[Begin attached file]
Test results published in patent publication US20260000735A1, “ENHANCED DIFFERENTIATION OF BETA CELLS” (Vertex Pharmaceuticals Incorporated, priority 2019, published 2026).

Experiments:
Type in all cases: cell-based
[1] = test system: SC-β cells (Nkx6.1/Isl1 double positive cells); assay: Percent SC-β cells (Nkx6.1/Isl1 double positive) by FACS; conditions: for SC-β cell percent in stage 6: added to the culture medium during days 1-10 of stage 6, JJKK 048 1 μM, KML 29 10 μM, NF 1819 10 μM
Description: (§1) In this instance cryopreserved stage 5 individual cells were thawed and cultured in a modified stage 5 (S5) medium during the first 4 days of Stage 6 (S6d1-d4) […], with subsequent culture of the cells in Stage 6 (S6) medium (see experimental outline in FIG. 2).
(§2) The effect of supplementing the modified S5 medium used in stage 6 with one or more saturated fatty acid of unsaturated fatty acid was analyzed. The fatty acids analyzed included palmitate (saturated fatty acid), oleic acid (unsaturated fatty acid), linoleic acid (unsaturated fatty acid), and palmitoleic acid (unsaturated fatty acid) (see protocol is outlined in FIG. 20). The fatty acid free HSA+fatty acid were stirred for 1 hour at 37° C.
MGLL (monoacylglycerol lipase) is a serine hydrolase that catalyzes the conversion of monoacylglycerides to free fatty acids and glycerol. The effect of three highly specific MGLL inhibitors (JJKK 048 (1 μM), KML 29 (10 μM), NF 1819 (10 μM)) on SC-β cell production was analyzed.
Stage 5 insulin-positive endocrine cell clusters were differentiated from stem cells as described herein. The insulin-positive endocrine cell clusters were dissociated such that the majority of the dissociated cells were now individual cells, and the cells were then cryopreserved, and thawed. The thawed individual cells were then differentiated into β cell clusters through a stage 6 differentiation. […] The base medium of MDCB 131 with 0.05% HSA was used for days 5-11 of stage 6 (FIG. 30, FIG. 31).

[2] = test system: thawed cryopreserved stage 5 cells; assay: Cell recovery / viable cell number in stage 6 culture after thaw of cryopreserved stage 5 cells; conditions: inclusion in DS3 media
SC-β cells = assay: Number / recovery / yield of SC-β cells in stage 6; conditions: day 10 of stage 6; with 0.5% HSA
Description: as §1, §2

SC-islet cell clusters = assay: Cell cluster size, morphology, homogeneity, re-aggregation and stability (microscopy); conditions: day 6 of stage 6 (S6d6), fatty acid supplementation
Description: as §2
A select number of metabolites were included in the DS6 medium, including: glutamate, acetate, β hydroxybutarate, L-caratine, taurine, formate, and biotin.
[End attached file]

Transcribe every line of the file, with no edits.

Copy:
Test results published in patent publication US20260000735A1, “ENHANCED DIFFERENTIATION OF BETA CELLS” (Vertex Pharmaceuticals Incorporated, priority 2019, published 2026).

Experiments:
Type in all cases: cell-based
[1] = test system: SC-β cells (Nkx6.1/Isl1 double positive cells); assay: Percent SC-β cells (Nkx6.1/Isl1 double positive) by FACS; conditions: for SC-β cell percent in stage 6: added to the culture medium during days 1-10 of stage 6, JJKK 048 1 μM, KML 29 10 μM, NF 1819 10 μM
Description: (§1) In this instance cryopreserved stage 5 individual cells were thawed and cultured in a modified stage 5 (S5) medium during the first 4 days of Stage 6 (S6d1-d4) […], with subsequent culture of the cells in Stage 6 (S6) medium (see experimental outline in FIG. 2).
(§2) The effect of supplementing the modified S5 medium used in stage 6 with one or more saturated fatty acid of unsaturated fatty acid was analyzed. The fatty acids analyzed included palmitate (saturated fatty acid), oleic acid (unsaturated fatty acid), linoleic acid (unsaturated fatty acid), and palmitoleic acid (unsaturated fatty acid) (see protocol is outlined in FIG. 20). The fatty acid free HSA+fatty acid were stirred for 1 hour at 37° C.
MGLL (monoacylglycerol lipase) is a serine hydrolase that catalyzes the conversion of monoacylglycerides to free fatty acids and glycerol. The effect of three highly specific MGLL inhibitors (JJKK 048 (1 μM), KML 29 (10 μM), NF 1819 (10 μM)) on SC-β cell production was analyzed.
Stage 5 insulin-positive endocrine cell clusters were differentiated from stem cells as described herein. The insulin-positive endocrine cell clusters were dissociated such that the majority of the dissociated cells were now individual cells, and the cells were then cryopreserved, and thawed. The thawed individual cells were then differentiated into β cell clusters through a stage 6 differentiation. […] The base medium of MDCB 131 with 0.05% HSA was used for days 5-11 of stage 6 (FIG. 30, FIG. 31).

[2] = test system: thawed cryopreserved stage 5 cells; assay: Cell recovery / viable cell number in stage 6 culture after thaw of cryopreserved stage 5 cells; conditions: inclusion in DS3 media
SC-β cells = assay: Number / recovery / yield of SC-β cells in stage 6; conditions: day 10 of stage 6; with 0.5% HSA
Description: as §1, §2

SC-islet cell clusters = assay: Cell cluster size, morphology, homogeneity, re-aggregation and stability (microscopy); conditions: day 6 of stage 6 (S6d6), fatty acid supplementation
Description: as §2
A select number of metabolites were included in the DS6 medium, including: glutamate, acetate, β hydroxybutarate, L-caratine, taurine, formate, and biotin.